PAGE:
Tuesday, April 10, 2007

Taxing Times for Labour

The Labour Party has been scathing in recent weeks about the SNP’s proposals to scrap the Council Tax and replace it with an income based alternative. It’s been described variously by Labour spokespeople as a tax rise for low earners (Not so - 90% would pay the same or less); and as a tax against small businesses (Again, not so - businesses pay separate business rates, not council tax or the SNP’s proposed replacement).

The argument for a local income tax is a simple one. Essentially, the value of your property bears little or no relation to your ability to contribute towards meeting the costs of the local services we all use. And if you are on a low income or live on your own, despite the various ‘reliefs’ which exist, the tax can still represent a very large proportion of your overall income.

Labour knows this, which is why wee Jack is waffling at the moment about including ‘extra bands’ for the Council Tax, in order to make it fairer. The trouble is, including more bands would do no such thing, since the general rise in house prices since the last revaluation would move only a small number of homes up or down a band relative to where they sit currently. It would do nothing to counter the ability to pay argument which is currently driving the debate forward. And the killer for Labour is that as history shows, property tax revaluations are about as popular with the voters as a fart in a space-suit.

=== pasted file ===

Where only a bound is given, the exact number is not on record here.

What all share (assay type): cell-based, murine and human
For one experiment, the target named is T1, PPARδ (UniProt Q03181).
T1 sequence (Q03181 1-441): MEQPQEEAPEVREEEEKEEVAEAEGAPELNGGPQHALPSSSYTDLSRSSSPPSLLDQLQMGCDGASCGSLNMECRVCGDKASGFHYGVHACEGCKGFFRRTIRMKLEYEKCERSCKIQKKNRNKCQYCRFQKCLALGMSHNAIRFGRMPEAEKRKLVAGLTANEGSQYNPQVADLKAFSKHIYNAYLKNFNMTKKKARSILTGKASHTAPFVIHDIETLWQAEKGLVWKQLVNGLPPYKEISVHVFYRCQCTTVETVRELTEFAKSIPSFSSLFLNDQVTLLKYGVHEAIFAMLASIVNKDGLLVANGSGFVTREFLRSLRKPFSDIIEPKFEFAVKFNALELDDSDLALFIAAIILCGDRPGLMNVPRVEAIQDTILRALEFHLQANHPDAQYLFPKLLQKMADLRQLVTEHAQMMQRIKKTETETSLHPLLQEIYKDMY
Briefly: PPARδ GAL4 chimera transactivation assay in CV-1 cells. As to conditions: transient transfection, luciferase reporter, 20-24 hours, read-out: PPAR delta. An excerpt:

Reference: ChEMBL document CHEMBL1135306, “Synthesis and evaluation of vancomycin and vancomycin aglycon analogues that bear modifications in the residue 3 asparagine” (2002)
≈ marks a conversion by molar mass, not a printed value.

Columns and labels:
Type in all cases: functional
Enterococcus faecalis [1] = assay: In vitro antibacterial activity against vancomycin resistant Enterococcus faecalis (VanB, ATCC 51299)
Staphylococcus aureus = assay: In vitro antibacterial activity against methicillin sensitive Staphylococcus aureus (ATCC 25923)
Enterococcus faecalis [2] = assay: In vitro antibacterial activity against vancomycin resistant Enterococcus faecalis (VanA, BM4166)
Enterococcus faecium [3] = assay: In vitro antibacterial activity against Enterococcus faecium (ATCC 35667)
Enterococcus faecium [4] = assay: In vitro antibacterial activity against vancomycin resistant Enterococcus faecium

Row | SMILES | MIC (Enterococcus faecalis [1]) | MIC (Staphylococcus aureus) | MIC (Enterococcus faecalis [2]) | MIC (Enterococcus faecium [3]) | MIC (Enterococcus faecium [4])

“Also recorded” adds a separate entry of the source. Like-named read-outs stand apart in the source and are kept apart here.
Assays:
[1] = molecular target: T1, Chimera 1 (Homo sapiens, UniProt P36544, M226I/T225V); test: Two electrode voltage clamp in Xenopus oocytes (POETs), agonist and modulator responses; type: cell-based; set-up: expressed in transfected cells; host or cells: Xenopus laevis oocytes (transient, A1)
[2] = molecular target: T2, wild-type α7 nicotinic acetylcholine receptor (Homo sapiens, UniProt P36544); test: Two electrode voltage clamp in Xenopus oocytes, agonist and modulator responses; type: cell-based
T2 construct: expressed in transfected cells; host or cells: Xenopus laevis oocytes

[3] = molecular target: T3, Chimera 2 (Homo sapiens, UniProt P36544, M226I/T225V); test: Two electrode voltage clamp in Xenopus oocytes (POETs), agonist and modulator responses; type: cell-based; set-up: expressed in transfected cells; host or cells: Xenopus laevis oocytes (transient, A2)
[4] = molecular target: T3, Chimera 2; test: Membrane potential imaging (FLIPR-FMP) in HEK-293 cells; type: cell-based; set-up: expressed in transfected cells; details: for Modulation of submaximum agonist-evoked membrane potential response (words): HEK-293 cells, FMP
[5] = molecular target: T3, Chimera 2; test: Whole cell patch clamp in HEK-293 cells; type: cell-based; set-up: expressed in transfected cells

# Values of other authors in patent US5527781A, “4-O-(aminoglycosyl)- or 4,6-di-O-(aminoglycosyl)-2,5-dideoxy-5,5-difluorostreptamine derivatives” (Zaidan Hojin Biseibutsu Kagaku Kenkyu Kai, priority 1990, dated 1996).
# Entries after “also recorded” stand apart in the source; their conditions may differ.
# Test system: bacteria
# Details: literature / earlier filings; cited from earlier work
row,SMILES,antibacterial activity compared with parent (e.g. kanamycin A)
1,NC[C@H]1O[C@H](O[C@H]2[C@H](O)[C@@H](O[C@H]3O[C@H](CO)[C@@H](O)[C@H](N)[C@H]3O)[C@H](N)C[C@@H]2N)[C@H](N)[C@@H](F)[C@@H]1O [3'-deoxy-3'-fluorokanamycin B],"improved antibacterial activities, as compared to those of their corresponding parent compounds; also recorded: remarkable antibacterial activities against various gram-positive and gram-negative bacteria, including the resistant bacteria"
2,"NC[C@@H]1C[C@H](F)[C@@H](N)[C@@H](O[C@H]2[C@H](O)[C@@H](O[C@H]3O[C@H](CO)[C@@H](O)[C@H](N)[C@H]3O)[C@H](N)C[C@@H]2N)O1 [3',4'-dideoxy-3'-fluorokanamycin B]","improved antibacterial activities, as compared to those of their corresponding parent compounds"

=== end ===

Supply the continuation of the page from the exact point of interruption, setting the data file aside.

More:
Labour’s arguments don’t seem to be cutting much ice just now, since according to SNP polling, 71% of voters want to see the Council Tax gone. This is most likely why the Edinburgh Labour Party has made a very welcome concession in its local manifesto, where with commendable candour, it states that:

“The other big expense for everyone is Council Tax… …we know that Council Tax, as it is organised at the moment, isn’t always fair, with poor people paying a larger proportion of their income than rich people.

Sounds like an argument for a local income tax to me. Trouble is, notwithstanding this display of local disquiet, Edinburgh Labour is running on the same commitment to keep the Council Tax as wee Jack and the rest of the Labour Party. Despite this plaintive plea for mercy from Labour’s Embra Cooncillors, the fact remains that the only way to get rid of the Council Tax is to get rid of Labour. Period.

No comments: